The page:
White House warns Americans aren't doing enough to flatten the coronavirus curve in some states
Social distancing works, but not enough people are doing it in some places, says Deborah Birx, a doctor advising the administration during the COVID-19 pandemic.Dr. Deborah Birx, who's advising the administration during the COVID-19 pandemic, noted that the curve depicting infections over time in the US has been steep, which indicates the coronavirus isn't under control. That's because not everyone is following recommendations to avoid gatherings of more than 10 people, stay at least six feet apart and wash their hands. People falling sick now were infected after the US issued those guidelines, Birx said.
New York Governor Andrew Cuomo said Friday officials are "cautiously optimistic" that the infection rate is slowing in the state. Cuomo said "we are flattening the curve" and must continue to do so.
Bing COVID-19 tracker: Latest numbers by country and state
A Montefiore Medical Center employee walks past signs thanking the medical staff on April 9 in New York City. New York Governor Andrew Cuomo said that while signs show that measures taken by New Yorkers are beginning to flatten the curve, COVID-19 deaths across the state hit a daily record for the third straight day on Wednesday with 799 fatalities.
Staples Center is illuminated in blue lights during the coronavirus pandemic on April 9 in Los Angeles. Landmarks and buildings across the nation are displaying blue lights to show support for health care workers and first responders on the front lines of the COVID-19 pandemic.
A healthcare worker takes part in a demonstration as part of a national day of action calling on federal and local authorities to provide more Personal Protective Equipment (PPE) and support outside New York-Presbyterian Medical Center in upper Manhattan during the outbreak of the coronavirus disease (COVID-19) in New York City on April 9.
Dr. Anthony Fauci, director of the National Institute of Allergy and Infectious Diseases, and Dr. Deborah Birx, White House coronavirus response coordinator, listen as Vice President Mike Pence speaks about the coronavirus outbreak on April 9 in Washington.
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Members of the press wait in-line in the James Brady Press Briefing Room for a COVID-19 test April 9 at the White House in Washington, DC.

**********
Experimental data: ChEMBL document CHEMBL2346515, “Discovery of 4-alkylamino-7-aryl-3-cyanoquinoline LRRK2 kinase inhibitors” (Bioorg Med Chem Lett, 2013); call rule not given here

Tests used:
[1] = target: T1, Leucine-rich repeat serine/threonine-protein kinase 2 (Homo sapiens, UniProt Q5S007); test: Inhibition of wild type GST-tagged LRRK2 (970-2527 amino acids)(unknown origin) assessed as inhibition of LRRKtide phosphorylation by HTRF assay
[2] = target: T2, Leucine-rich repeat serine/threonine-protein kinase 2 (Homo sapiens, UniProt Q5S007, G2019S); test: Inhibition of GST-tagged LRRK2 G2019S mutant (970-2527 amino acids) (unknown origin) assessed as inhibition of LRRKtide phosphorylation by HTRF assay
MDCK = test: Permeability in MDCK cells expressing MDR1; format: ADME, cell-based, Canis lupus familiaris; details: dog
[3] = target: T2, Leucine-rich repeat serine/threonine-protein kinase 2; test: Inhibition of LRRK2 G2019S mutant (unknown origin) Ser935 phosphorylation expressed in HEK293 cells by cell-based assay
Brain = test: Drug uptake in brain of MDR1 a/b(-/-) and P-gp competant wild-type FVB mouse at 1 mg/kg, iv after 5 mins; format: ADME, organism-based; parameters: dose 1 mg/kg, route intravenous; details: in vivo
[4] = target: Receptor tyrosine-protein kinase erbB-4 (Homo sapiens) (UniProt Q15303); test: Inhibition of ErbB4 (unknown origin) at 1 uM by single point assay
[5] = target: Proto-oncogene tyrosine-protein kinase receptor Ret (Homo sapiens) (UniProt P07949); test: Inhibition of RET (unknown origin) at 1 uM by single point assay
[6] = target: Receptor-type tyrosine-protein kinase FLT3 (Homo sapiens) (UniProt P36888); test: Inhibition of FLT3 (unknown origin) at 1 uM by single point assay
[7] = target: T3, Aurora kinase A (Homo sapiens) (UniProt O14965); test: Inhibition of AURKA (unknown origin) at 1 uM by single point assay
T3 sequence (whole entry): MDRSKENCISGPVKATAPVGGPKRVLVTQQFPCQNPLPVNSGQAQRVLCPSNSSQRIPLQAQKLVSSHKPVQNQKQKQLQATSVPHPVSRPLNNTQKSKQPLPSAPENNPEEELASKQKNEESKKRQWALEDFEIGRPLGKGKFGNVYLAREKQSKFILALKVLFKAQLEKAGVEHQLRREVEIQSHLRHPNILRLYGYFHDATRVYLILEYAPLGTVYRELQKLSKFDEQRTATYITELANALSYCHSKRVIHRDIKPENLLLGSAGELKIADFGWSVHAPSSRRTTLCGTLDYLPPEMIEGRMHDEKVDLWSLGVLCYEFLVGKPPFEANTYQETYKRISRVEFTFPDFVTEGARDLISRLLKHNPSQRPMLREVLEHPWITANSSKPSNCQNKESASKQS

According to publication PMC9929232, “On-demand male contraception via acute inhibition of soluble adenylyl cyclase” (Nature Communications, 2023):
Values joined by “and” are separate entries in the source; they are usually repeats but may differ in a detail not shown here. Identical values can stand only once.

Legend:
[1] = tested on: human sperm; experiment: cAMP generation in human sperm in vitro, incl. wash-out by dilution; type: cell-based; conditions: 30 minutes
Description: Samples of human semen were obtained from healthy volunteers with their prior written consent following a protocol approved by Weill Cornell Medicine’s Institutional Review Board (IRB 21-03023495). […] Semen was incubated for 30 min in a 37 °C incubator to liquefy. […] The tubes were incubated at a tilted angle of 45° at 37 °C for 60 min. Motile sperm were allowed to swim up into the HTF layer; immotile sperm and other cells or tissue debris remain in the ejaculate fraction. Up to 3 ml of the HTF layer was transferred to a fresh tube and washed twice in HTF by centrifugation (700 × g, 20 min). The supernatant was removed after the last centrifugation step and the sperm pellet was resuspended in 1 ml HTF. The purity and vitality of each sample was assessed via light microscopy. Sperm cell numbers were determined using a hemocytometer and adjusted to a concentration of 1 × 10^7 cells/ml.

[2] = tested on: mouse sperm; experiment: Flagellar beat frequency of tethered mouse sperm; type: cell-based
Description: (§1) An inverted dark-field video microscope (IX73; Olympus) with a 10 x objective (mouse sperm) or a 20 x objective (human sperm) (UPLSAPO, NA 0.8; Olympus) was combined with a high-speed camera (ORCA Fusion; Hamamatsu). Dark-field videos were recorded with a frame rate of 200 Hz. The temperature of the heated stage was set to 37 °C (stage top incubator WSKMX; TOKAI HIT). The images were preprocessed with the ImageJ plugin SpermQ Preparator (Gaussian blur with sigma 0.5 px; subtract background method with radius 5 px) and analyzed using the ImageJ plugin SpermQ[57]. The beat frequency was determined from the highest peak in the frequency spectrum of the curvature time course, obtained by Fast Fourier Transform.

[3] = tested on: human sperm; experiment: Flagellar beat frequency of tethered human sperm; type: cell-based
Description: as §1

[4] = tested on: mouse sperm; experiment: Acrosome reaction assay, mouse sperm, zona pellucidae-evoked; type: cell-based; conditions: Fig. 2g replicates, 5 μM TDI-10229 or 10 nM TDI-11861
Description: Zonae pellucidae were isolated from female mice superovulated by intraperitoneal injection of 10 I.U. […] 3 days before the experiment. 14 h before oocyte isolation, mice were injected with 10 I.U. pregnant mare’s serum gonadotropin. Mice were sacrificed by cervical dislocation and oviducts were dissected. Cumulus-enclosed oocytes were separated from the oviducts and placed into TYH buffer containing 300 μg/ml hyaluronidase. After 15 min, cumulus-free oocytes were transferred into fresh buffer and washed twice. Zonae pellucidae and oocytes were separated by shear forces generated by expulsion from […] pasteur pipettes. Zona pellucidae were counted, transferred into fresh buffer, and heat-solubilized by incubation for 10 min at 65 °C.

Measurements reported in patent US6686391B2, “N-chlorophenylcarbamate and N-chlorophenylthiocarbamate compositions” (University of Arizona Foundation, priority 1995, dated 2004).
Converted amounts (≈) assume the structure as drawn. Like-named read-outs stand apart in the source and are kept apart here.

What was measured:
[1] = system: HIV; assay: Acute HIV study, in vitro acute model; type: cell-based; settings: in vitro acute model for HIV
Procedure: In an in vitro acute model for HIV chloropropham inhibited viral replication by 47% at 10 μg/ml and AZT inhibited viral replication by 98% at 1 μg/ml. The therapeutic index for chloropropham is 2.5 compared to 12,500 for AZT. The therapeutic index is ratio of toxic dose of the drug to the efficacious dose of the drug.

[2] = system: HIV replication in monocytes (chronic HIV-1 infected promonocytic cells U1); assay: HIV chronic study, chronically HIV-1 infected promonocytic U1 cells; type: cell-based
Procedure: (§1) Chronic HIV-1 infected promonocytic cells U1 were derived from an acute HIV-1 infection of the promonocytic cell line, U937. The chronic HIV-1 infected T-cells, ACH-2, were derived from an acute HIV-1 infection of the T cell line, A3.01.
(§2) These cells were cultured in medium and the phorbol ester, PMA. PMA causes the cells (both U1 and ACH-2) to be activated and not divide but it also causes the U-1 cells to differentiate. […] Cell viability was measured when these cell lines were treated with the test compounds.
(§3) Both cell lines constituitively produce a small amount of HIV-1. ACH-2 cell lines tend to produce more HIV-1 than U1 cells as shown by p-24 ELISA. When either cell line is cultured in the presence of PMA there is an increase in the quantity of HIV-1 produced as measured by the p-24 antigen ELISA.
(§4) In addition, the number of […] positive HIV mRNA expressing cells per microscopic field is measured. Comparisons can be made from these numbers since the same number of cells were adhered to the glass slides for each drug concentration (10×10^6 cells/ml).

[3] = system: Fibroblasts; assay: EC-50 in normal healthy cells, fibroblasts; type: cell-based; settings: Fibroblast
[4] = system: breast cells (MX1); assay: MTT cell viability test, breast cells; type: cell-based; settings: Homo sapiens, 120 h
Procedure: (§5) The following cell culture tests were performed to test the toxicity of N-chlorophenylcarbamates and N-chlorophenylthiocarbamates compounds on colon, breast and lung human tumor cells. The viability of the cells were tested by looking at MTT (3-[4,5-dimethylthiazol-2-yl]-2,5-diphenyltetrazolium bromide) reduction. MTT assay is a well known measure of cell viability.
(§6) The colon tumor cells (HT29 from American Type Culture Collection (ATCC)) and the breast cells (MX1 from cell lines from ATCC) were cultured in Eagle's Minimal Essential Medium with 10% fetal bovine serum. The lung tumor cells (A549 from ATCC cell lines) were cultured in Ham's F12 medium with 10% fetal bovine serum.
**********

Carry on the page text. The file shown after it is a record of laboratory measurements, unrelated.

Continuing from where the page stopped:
Digital billboards and a US Flag at half-mast at Time Square on April 9 in New York City. - New York Governor Andrew Cuaomo ordered flags at half-mast to honor COVID-19 victims.
New York leaders hopeful coronavirus crisis is peaking, flattening
At 600 deaths a day in New York, officials hope they are now seeing the worst of the crisis.(Pictured) People walk down a street wearing face coverings on April 6, in St. Louis. The Centers for Disease Control and Prevention now recommends wearing cloth face coverings in public settings after recent studies have shown a significant portion of the population can transmit the coronavirus without showing any symptoms.
President Donald Trump speaks during a Coronavirus Task Force press briefing in Washington D.C on April 9.
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The "Teammates" statues of former Boston Red Sox players Ted Williams, Bobby Doerr, Johnny Pesky and Dom DiMaggio wear makeshift masks made of Red Sox merchandise as the Major League Baseball season is postponed due the coronavirus pandemic on April 9 in Boston, Massachusetts.
Wearing his official robe, New York City Criminal Court Judge Paul McDonnell works remotely from his Brooklyn apartment due to the coronavirus outbreak on April 9 in New York. Judge McDonnell, who usually presides over cases in a Manhattan court room, has had to alter his work routine by hearing cases remotely due to the virus outbreak.
Krisna Carter, right, Jr. Sous Chef for the Oklahoma City Dodgers, prepares hot dogs at Bricktown Ball park on what would have been opening day for minor league baseball on April 9 in Oklahoma City. The OKC Dodgers Baseball Foundation provided over 5,000 hot dog lunches across the Oklahoma City metro area to frontline workers and essential personnel who are helping the community in fighting COVID-19.
A member of the White House Press Corps holds up an informational note that was given to him after the White House administered a test for COVID-19 ahead of the Coronavirus Task Force press briefing in Washington, D.C on April 9.
Coroners worry Covid-19 test shortages could lead to uncounted deaths
With tests in short supply as coronavirus cases rise and a hodgepodge of state reporting practices, coroners and medical examiners fear many Covid-19 deaths may go uncounted.Her total collection reached about 13 before the hospitals caught on and shut her down.
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People walk away with food that members of the AFL-CIO, the Los Angeles Regional Food Bank and Labor Community Services were handing out on April 9 in Los Angeles.
Lily Haines is hugged by her dad, Jeph Haines, and mom, Suzanne Haines, as she celebrates her sixteenth birthday on her apartment balcony, watching her friends drive by with signs and balloons on April 8 in Los Angeles.
A tent is seen erected inside the Cathedral Church of St. John the Divine for what will be a temporary field hospital constructed by the Samaritan's Purse and Mount Sinai Hospital in New York, April 8.
The Shubert Theater closed during the coronavirus pandemic on April 8 in New York City. The Broadway League announced today that theaters will remain closed until June 7, effectively ending the 2019-2020 season.
The Italian Doctor Flattening the Curve by Treating COVID-19 Patients in Their Homes
Over the last month Giovanni Sartori has lost his sense of time. require(["medianetNativeAdOnArticle"], function (medianetNativeAdOnArticle)
}); He doesn’t remember exactly when his younger brother, a strong and healthy 53-year-old with whom he lived, began to have a high fever and breathing problems. But he knows that after about a week in that condition, taking the paracetamol prescribed by his general practitioner, he was taken to the hospital. Ten days later, he was dead.